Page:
ANNAPOLIS, DEC. 15 -- A plan to control growth in Maryland drew fire today from county officials who see it as an attempt to take over their zoning authority and from some environmentalists who see it as not going far enough to protect the state's natural resources.
However, most of the approximately 250 people at a public hearing today said they support the plan's overall goal of protecting the Chesapeake Bay from problems generated by uncontrolled sprawl. With 1 million new residents expected in Maryland by 2020, the speakers agreed that a statewide growth-management program is needed.
But beyond that, there was little consensus as local elected officials, builders, farmers and environmentalists took issue with specific recommendations in a draft report by the Governor's Commission on Growth in the Chesapeake Bay Region. Those recommendations include statewide limits on building in undeveloped areas and a call for higher-density housing around existing population centers.
Although specific zoning decisions would still be left to the counties, the prospect of statewide standards and scrutiny does not sit well with local officials.
"We go along with the spirit, but other than that, we want to rest land-use decisions with the subdivisions and municipalities of the state," said Prince George's County Council member Frank P. Casula, incoming president of the Maryland Association of Counties. "The way it appears now, it is just a state takeover."
County opposition -- ranging from Western Maryland to the Washington suburbs and the Eastern Shore -- could prove a tough barrier for the commission as it seeks to channel growth into already developed areas, preserve open space and curb the need for new roads, sewers and other infrastructure.
Under the panel's draft recommendations, Maryland's 23 counties would have to designate all of their land as either developed, available for growth, farms or forests, or environmentally sensitive. The size of each county's growth zone would be limited by local population projections, with construction subject to a minimum statewide density of 2.8 housing units per acre. Most construction would be banned on sensitive land, while building on farmland would be limited to one house per 20 acres.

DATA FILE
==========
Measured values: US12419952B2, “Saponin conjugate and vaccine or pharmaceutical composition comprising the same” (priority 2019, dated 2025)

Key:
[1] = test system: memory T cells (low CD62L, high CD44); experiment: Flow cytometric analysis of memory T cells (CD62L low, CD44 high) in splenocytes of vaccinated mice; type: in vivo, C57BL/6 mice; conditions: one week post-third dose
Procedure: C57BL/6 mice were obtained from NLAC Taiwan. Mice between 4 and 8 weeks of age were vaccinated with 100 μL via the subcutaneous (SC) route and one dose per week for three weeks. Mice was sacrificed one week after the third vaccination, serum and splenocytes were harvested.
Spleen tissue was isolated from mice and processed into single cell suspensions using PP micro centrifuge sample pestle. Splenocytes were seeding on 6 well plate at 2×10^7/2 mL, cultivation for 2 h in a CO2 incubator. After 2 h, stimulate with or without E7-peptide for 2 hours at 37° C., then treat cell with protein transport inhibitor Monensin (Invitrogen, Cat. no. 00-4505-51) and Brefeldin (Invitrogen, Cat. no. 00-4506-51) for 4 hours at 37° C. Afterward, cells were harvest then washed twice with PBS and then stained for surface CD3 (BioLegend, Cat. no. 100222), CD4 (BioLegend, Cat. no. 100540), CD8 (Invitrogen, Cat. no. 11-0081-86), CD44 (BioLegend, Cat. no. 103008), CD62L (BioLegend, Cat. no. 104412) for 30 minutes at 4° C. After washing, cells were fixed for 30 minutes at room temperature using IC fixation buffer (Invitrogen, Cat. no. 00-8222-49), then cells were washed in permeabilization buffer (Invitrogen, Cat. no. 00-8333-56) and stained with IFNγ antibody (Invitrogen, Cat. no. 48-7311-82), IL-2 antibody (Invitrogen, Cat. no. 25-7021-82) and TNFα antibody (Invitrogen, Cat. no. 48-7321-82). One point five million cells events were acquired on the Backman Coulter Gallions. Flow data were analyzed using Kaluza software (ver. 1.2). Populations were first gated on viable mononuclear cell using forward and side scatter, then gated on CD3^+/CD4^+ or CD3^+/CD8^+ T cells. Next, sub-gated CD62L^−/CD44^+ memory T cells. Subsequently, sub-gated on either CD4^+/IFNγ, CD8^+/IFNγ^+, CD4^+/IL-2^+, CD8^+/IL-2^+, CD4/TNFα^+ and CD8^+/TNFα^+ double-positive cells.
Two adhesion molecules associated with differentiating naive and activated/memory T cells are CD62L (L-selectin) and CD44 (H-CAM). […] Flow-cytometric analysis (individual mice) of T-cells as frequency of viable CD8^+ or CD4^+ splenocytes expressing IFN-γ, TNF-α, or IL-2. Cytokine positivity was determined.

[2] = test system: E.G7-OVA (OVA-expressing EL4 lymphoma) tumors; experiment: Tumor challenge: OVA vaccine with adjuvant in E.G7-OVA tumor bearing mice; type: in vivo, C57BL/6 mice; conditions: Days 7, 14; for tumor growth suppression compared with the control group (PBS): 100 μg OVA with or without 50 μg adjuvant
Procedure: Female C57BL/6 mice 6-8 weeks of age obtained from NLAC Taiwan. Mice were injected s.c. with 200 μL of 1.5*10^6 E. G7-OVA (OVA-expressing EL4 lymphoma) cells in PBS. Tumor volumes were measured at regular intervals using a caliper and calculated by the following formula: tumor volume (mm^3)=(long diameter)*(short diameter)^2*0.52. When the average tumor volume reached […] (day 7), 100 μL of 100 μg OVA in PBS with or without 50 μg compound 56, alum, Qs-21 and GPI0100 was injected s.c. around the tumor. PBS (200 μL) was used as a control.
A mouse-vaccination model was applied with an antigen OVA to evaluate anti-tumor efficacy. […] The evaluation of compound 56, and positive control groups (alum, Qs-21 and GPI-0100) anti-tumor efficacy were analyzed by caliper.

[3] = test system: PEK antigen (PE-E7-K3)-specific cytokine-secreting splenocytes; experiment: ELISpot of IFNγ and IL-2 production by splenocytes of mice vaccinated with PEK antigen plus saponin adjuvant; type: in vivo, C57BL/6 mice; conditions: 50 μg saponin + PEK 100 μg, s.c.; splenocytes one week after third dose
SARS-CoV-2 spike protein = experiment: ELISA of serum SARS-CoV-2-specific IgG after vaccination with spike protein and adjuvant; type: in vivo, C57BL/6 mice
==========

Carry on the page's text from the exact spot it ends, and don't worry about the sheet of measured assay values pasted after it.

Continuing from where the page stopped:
Farmers protested today that such restrictions would rob them of their equity.
The state would have to approve each county plan, but in return would pick up more of the cost of new roads, sewers, schools or other improvements developed in compliance with the growth controls.
After today's hearing, the commission is supposed to develop final recommendations for submission to Gov. William Donald Schaefer by the end of the year.
If adopted by Schaefer and the legislature, the plan would preserve an estimated 400,000 acres from development and would save state and local governments millions of dollars in road and sewer construction costs, according to Michael D. Barnes, commission chairman and a former U.S. representative.
The commission, which includes environmentalists, business and development representatives as well as state officials, was formed by Schaefer out of concern that the Chesapeake Bay area's environment will have difficulty sustaining an expected 20 percent population boom in the coming decades.
However, environmental groups and some municipal officials said today they think the commission's report is tilted in favor of developers and ignores the need for strict protection of forests and of the habitats of endangered species.
The draft recommendations, for example, don't allow counties to adopt environmental standards stricter than those set by the state and don't guard the environmentally important features within growth zones, Annapolis Alderman Ellen Moyer said. As a result, she said, urban areas might find it harder to protect the environment. "You have drafted legislation that is developer-criteria driven," she said.
Ajax Eastman, of the Maryland Conservation Council, argued that the commission's report was designed to accommodate growth rather than control it.
Builders and developers also questioned parts of the report. Kay Bienen, a Maryland Builders Association lobbyist, said that more existing projects should be exempted by any legislation and that the state should account more for differences between rural and urban areas.